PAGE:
The President’s Commission on Combating Drug Addiction and the Opioid Epidemic held its first meeting on June 16. Healthcare and community advocates on the front lines of the opioid epidemic provided testimony focused on improving access to treatment and support for community prevention programs.
President Trump established the Commission in an executive order on March 29 to review the state of drug addiction and the opioid epidemic, and to make recommendations regarding how the federal government can best address this crisis. NACDS is monitoring the Commission’s progress in addressing these important issues and is preparing comments for the Commission, which plans to issue interim recommendations this summer and a final report on October 1.

Commission members include New Jersey Gov. Chris Christie (R-NJ, chair), Massachusetts Gov. Charlie Baker (R-MA), North Carolina Gov. Roy Cooper (D-NC), and former congressman Patrick Kennedy (D-RI).

A 2016 CDC study found that prescription opioid overdose, abuse and dependence cost the U.S. $78.5 billion. According to the study, over one-third of this amount was due to increased healthcare and substance abuse treatment costs. One-quarter of this amount was paid by the public sector in healthcare, substance abuse treatment and criminal justice costs. Nearly two-thirds of the total economic burden was due to healthcare, substance abuse treatment and lost productivity for nonfatal cases.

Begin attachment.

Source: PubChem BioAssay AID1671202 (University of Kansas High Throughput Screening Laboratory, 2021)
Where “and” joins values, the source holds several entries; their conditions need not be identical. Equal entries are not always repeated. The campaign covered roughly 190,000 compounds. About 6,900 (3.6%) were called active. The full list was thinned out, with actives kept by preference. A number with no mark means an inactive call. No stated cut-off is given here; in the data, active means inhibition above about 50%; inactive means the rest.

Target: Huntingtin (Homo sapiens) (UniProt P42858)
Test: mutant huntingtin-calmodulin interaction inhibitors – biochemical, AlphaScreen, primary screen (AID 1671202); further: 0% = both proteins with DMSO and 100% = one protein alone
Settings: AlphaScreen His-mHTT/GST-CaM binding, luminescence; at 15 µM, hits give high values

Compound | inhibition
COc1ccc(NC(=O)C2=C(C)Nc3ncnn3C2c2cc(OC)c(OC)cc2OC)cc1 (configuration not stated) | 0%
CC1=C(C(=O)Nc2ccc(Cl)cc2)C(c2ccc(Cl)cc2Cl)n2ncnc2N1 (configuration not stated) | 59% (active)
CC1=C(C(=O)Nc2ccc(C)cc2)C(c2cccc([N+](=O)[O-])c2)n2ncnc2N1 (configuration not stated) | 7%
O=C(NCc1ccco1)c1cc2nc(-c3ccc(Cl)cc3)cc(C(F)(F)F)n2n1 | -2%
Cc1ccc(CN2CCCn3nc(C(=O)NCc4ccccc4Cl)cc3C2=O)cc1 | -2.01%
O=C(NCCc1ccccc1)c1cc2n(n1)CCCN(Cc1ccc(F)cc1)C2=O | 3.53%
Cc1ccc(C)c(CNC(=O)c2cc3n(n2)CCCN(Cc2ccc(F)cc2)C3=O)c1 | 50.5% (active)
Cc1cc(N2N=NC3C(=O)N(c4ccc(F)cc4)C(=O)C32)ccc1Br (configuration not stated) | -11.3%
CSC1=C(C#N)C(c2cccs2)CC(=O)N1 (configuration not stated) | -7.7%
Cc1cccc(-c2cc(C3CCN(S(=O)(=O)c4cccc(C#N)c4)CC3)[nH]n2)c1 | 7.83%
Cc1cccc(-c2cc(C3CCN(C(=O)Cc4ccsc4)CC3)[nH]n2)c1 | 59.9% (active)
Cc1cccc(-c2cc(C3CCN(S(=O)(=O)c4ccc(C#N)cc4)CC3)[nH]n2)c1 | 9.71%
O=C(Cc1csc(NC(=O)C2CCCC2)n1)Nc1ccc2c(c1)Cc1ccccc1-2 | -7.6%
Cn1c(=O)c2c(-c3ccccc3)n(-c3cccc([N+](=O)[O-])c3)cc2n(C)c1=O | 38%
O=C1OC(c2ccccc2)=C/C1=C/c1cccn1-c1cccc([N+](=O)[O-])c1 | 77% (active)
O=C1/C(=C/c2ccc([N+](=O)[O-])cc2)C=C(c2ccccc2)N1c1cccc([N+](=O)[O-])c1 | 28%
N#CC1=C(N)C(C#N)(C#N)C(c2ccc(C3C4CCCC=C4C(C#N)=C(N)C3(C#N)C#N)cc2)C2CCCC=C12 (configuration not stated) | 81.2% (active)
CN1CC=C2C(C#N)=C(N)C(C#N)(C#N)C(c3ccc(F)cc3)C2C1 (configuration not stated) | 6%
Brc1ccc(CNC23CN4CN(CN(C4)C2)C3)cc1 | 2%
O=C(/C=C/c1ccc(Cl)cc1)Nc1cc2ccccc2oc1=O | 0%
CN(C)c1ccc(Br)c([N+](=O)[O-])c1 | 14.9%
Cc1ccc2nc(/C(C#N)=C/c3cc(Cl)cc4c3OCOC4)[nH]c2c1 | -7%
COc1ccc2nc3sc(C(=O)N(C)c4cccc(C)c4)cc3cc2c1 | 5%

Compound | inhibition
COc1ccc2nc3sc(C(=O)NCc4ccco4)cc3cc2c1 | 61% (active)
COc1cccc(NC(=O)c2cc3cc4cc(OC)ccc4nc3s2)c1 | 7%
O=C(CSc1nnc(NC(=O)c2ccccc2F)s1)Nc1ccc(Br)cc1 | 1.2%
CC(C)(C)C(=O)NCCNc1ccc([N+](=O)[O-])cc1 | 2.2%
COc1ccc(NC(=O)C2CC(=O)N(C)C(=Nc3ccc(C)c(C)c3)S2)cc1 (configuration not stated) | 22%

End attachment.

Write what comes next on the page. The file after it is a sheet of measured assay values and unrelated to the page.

NACDS has long been committed to curbing and preventing opioid abuse, and backed legislation—the Comprehensive Addiction and Recovery Act (CARA) and the Ensuring Patient Access and Effective Drug Enforcement Act—which were both signed into law by President Obama in 2016. Both bills are consistent with NACDS’ position that the complexity of these issues demands a 100-percent commitment to patient care and zero tolerance for abuse.